Sen. Al Franken has introduced a bill that would lift some of the steel curtain surrounding FISA and the Patriot Act. Franken explained, “I don’t want transparency only where it’s convenient to the government.”
Currently, companies are restricted by severe gag orders from disclosing information about the data that the government has requested that they turn over. Sen. Franken’s bill would change that.
According to Franken’s press release, The Surveillance Transparency Act of 2013 would:
Require the government to report annually on:
The number of Foreign Intelligence Surveillance Court orders issued under key provisions of the PATRIOT Act and FISA;
· The number of searches run on that data, including the number of searches run based on data from American citizens and permanent residents;
· The general categories of information collected;
· The number of American citizens and permanent residents whose information was collected under the categories and;
· The number of American citizens and permanent residents whose information was actually reviewed by federal agents.
Allow companies to voluntarily disclose:
· The number of orders they received and complied with;
· The general categories of information they produced; and
· The number of users whose information was produced in the categories.
If this bill passed, it would be a big deal because it would eliminate the trust us to protect your freedoms while not telling you anything mentality of our legislative and executive branches. The American people would be able to know what intelligence and surveillance activities their government was involved in domestically. This information would go a long way towards adding transparency back into our broken system.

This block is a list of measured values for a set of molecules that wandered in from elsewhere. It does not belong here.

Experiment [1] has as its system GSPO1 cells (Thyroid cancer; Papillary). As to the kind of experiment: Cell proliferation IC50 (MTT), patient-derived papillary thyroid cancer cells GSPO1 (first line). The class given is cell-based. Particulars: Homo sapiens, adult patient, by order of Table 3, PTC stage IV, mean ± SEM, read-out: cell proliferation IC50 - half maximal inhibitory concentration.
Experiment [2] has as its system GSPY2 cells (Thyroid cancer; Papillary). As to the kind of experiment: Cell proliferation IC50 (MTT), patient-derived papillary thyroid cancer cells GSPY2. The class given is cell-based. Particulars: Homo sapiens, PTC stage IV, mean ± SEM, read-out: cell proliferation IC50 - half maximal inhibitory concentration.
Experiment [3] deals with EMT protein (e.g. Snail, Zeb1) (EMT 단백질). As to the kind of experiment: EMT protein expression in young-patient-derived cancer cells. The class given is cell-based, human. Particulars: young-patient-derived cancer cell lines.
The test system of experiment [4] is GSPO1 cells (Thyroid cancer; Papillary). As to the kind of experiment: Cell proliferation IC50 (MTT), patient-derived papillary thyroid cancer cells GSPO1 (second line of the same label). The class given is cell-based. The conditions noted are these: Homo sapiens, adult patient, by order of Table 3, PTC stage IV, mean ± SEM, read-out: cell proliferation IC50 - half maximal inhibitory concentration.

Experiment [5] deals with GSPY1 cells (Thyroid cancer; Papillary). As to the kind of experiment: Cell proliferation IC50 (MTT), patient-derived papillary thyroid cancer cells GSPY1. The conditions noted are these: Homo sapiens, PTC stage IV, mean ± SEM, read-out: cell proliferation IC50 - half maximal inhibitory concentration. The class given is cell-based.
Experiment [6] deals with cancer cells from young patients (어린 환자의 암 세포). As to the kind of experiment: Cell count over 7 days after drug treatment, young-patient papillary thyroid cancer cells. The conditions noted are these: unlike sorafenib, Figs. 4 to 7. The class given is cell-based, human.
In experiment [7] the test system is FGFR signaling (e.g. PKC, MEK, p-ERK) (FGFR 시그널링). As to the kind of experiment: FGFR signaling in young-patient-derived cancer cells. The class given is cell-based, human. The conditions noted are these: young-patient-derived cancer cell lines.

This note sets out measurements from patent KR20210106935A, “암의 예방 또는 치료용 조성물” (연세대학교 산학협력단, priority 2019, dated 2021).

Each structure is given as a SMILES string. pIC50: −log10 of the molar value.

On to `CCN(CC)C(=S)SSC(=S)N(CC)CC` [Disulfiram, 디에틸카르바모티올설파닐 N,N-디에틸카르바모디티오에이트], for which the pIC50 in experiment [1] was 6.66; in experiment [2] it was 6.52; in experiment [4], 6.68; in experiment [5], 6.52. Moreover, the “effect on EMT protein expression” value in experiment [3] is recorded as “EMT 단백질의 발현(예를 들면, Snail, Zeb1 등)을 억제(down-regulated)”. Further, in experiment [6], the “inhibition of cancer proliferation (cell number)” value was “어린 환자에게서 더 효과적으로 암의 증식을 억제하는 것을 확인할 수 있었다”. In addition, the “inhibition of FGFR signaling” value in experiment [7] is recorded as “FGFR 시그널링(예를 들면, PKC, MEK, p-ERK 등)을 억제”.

Sen. Franken said, “I believe the government must give proper weight to both keeping America safe from terrorists and protecting Americans’ privacy. And part of that is making sure that there is enough transparency so that Americans understand the protections that are in place. Based on briefings I’ve received, I believe there are reasonable safeguards in place in these programs to protect Americans’ privacy. But the American people should not have to take the government’s word for it. And I don’t want transparency only where it’s convenient to the government. The American public deserves more transparency, and my bill goes a long toward doing that.”
No one is suggesting that the government shouldn’t have the tools that they need to combat terrorism, but that the government shouldn’t have unlimited secret use of those tools for any purpose. It would be better for the country if we didn’t have to take a president’s word for it that he or she is safeguarding our liberties.
Sen. Al Franken’s proposal could be the first step in dismantling the liberty stealing abomination that is the Patriot Act.
Mr. Easley is the managing editor. He is also a White House Press Pool and a Congressional correspondent for PoliticusUSA. Jason has a Bachelor’s Degree in Political Science. His graduate work focused on public policy, with a specialization in social reform movements.
Awards and Professional Memberships
Member of the Society of Professional Journalists and The American Political Science Association